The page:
While Chautauqua Institution began in 1874 as a summer educational assembly for Sunday School teachers, it was intended from the start to include in due time scientific and broadly cultural subjects. But the rate of expansion surprised everyone. A home-reading program, the Chautauqua Literary and Scientific Circle (CLSC), launched in 1878, enrolled readers throughout the country. Schools of Languages and Music were set up in 1879 along with courses for public school teachers.
A School of Theology, almost totally a correspondence school, was chartered in 1881 to be followed by Chautauqua University in 1883, and a School of Liberal Arts in 1885. These were just some of the 19th century accomplishments of this popular mass educational movement, called The Chautauqua Movement.
Since the basic emphasis at Chautauqua was and is educational, the arts, including music, have been pursued in the context of education. Professional performances are presented by resident and guest artists, some of whom are also involved with teaching or master classes. Performances by younger professionals and by even younger talented students in the various schools (Dance, Music, Theater) give another expression of the educational work, while the overall music programming for Amphitheater concerts is designed not only to be balanced for the sake of the resident audience, but sufficiently expanded to offer new listening experiences. Thus, there develops naturally at Chautauqua a creative arts climate in which students find enhanced study conditions and the audiences find added selective enjoyment of the arts.
An Institution orchestra of 21 musicians had been organized in 1903 by Henry B. Vincent, assistant music director at Chautauqua, and a swiftly growing music program included School of Music artist-teacher recitals and large choral works. Chautauquans welcomed the first visit of Walter Damrosch and his New York Symphony Orchestra in 1909, and a second, in 1910. Other visiting orchestras, including Victor Herbert and his orchestra, the Russian Symphony and the French Band, appeared at Chautauqua before 1919, when the New York Symphony returned for a series of 12 concerts. In 1920 this orchestra began a summer residency - the first for a major American orchestra away from its winter home, according to L. Jeanette Wells in her book A History of the Music Festival at Chautauqua Institution from 1874 to 1957. Except for 1922, this residency lasted until 1929, when, following the New York Symphony's amalgamation with the Philharmonic Orchestra of New York, the Chautauqua Symphony Orchestra was formed to take its place at the Institution.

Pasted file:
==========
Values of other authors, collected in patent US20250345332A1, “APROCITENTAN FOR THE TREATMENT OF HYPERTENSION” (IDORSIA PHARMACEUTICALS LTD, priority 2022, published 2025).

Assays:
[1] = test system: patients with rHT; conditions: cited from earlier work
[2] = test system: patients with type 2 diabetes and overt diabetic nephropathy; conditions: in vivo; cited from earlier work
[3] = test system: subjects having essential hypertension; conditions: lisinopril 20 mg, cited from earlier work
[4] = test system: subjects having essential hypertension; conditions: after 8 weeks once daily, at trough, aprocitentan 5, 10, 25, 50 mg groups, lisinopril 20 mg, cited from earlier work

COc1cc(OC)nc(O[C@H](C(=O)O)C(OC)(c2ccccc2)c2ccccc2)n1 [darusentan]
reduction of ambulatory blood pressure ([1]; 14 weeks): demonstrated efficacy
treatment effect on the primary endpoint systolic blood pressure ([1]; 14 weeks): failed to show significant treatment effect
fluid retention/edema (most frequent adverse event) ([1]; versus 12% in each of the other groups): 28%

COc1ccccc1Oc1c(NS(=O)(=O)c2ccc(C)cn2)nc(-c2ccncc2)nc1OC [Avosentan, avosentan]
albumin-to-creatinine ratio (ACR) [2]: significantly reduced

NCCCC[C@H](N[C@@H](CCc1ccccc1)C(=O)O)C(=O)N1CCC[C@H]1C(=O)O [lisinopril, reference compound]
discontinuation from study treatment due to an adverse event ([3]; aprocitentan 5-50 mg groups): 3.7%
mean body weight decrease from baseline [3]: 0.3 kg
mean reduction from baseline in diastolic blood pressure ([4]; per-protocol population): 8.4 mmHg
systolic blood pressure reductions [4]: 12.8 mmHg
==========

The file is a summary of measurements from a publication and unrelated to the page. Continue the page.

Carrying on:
Its first director was Albert Stoessel, the young man who had conducted the New York Symphony in most of its Chautauqua appearances. With the opening of Norton Memorial Hall, a monolithic concrete structure, Chautauqua now had the facilities for opera and dramatic presentations as well as concerts and recitals. The Chautauqua Symphony Orchestra could now provide a pit orchestra for the new Chautauqua Opera Association. Stoessel made use of former New York State members, some of whom now played with the Philharmonic; most still played with Walter Damrosch for a nationally broadcast Music Appreciation Series as well. Until his death in 1943, Stoessel directed the life of the orchestra, the opera and the School of Music. Under the directorship, despite the effects of the depression on the newly formed group, the Chautauqua Orchestra grew in stature, with children's concerts, chamber music affiliates, and national radio broadcasts (21 in 1932) to its credit. In keeping with Chautauqua's educational and cultural mission, Stoessel's aim was to present the best of modern music, including American works, as well as a liberal amount of the classic repertoire. This pattern has continued.